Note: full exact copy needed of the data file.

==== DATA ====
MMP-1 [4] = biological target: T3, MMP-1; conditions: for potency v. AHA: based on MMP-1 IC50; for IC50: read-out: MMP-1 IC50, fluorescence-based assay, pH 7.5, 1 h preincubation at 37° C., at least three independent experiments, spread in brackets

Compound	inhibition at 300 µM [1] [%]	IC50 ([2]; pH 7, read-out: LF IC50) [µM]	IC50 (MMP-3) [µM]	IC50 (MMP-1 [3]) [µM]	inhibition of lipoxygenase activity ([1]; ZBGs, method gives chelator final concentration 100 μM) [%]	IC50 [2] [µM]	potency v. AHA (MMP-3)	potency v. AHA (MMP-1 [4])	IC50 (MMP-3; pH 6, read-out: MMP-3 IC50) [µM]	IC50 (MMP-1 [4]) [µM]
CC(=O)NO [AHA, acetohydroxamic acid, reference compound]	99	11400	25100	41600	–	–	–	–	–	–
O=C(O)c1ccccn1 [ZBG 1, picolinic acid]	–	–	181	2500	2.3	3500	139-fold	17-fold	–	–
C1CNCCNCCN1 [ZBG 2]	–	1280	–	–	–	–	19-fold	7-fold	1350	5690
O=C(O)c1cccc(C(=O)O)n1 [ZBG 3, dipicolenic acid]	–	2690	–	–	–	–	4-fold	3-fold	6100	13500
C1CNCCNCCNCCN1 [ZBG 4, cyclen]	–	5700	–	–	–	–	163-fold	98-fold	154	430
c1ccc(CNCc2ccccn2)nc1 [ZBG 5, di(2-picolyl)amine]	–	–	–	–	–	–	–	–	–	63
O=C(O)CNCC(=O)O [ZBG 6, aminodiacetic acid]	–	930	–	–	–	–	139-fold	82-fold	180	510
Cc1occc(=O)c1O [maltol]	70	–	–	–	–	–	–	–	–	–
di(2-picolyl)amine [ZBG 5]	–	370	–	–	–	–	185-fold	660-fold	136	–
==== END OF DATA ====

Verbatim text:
MMP-1 [4] = biological target: T3, MMP-1; conditions: for potency v. AHA: based on MMP-1 IC50; for IC50: read-out: MMP-1 IC50, fluorescence-based assay, pH 7.5, 1 h preincubation at 37° C., at least three independent experiments, spread in brackets

Compound	inhibition at 300 µM [1] [%]	IC50 ([2]; pH 7, read-out: LF IC50) [µM]	IC50 (MMP-3) [µM]	IC50 (MMP-1 [3]) [µM]	inhibition of lipoxygenase activity ([1]; ZBGs, method gives chelator final concentration 100 μM) [%]	IC50 [2] [µM]	potency v. AHA (MMP-3)	potency v. AHA (MMP-1 [4])	IC50 (MMP-3; pH 6, read-out: MMP-3 IC50) [µM]	IC50 (MMP-1 [4]) [µM]
CC(=O)NO [AHA, acetohydroxamic acid, reference compound]	99	11400	25100	41600	–	–	–	–	–	–
O=C(O)c1ccccn1 [ZBG 1, picolinic acid]	–	–	181	2500	2.3	3500	139-fold	17-fold	–	–
C1CNCCNCCN1 [ZBG 2]	–	1280	–	–	–	–	19-fold	7-fold	1350	5690
O=C(O)c1cccc(C(=O)O)n1 [ZBG 3, dipicolenic acid]	–	2690	–	–	–	–	4-fold	3-fold	6100	13500
C1CNCCNCCNCCN1 [ZBG 4, cyclen]	–	5700	–	–	–	–	163-fold	98-fold	154	430
c1ccc(CNCc2ccccn2)nc1 [ZBG 5, di(2-picolyl)amine]	–	–	–	–	–	–	–	–	–	63
O=C(O)CNCC(=O)O [ZBG 6, aminodiacetic acid]	–	930	–	–	–	–	139-fold	82-fold	180	510
Cc1occc(=O)c1O [maltol]	70	–	–	–	–	–	–	–	–	–
di(2-picolyl)amine [ZBG 5]	–	370	–	–	–	–	185-fold	660-fold	136	–